Shareholders should note that it was the Wall Street Journal, not Orthofix, which reported Ramius' internal troubles:

"Ramius manages $10 billion in assets, but like many hedge-fund firms it's getting smaller. Ramius in recent weeks cut its Hong Kong investing staff, put a portion of its newly renovated high-rise office space on Lexington Avenue in New York City on the rental market, and offered its main hedge-fund investors lower fees and other enticements to keep money with the firm." Wall Street Journal, "Hedge Fund Ramius Is Retooling," December 2, 2008.

"Managers have started restructuring their fees, cutting or waiving fees, changing how often they calculate performance charges, and in some cases allowing investors to claw back incentive fees if performance falters. Hedge fund Renaissance Technologies LLC last month reduced its fixed fees after relatively average performance last year, while peer Ramius Capital Group offered lower fees if investors committed to portfolios for years. Wall Street Journal, "Hedge Fund Fees Too High? Traditional 2%-20% structure questioned as results disappoint," January 18, 2009.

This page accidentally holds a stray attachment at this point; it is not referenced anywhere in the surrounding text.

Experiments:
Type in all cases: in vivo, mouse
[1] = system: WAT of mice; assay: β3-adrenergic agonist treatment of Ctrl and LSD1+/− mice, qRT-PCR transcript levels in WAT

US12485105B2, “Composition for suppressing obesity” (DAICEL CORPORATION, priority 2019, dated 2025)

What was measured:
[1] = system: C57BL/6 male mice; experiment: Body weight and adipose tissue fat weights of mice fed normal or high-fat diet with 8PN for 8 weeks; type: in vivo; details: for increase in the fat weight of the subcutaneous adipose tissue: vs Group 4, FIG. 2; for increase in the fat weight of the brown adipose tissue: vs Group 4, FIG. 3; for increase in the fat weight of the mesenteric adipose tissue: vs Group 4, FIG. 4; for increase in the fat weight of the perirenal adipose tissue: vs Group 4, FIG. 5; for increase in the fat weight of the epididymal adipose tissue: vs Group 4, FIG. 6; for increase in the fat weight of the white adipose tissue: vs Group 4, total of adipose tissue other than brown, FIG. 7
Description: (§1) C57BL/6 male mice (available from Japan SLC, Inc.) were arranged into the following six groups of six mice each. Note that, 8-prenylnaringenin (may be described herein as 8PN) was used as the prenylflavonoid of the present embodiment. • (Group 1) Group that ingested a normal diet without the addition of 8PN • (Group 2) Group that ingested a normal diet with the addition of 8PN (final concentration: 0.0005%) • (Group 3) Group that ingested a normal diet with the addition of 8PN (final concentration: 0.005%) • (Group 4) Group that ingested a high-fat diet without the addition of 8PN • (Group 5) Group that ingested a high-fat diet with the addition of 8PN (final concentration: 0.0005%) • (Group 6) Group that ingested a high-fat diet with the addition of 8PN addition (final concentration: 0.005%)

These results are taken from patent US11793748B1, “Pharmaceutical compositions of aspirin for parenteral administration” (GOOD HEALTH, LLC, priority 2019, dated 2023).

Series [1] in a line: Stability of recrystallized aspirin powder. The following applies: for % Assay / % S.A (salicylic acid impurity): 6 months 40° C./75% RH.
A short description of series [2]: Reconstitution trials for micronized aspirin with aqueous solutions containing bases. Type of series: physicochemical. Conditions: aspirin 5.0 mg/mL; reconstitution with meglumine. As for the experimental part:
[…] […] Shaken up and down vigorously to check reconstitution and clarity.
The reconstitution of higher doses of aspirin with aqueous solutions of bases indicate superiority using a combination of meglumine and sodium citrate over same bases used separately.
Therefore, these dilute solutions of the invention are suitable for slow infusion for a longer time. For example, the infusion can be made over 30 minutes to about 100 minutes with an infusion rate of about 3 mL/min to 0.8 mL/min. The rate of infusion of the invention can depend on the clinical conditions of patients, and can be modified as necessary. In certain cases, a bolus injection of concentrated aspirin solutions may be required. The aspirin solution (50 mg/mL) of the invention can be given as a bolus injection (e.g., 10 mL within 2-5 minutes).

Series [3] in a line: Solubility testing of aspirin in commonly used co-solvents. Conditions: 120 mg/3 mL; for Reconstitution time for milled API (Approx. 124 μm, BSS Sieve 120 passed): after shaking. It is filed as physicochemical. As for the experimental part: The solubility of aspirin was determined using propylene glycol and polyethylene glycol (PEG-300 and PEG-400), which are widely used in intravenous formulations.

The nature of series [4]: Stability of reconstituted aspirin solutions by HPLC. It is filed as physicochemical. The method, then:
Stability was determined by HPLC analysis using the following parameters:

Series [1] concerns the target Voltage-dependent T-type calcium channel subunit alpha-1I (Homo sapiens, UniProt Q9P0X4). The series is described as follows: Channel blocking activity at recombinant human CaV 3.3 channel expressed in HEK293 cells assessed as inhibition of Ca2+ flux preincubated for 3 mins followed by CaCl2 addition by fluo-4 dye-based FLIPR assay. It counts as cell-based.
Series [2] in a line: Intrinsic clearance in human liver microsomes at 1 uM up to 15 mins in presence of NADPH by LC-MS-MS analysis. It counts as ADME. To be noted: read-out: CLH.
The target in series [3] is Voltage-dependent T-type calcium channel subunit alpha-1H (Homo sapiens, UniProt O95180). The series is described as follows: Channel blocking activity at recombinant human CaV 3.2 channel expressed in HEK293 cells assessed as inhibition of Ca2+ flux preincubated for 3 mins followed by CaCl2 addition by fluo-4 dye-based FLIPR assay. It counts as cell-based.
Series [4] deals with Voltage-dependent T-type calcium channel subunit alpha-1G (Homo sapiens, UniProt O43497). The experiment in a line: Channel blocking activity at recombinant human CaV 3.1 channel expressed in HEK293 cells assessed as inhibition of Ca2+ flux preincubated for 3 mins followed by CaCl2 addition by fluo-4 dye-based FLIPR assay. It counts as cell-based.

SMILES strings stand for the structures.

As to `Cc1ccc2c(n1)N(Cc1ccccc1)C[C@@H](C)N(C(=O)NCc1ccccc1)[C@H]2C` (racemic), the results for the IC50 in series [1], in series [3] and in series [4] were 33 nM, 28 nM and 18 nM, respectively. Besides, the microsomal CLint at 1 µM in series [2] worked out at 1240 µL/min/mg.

The current business environment is challenging for all companies. Among hedge funds, however, Ramius has been noted for poor decision-making prior to the bankruptcy of Lehman Brothers.

In an interview with CNBC days before Lehman's bankruptcy, Ramius founder Peter Cohen defended the firm staying with Lehman despite questioning from the interviewer, saying about Lehman, "we went through our drill in terms of our exposure to them, and spoke to them about the status of their finances, and we're comfortable". CNBC, September 11, 2008.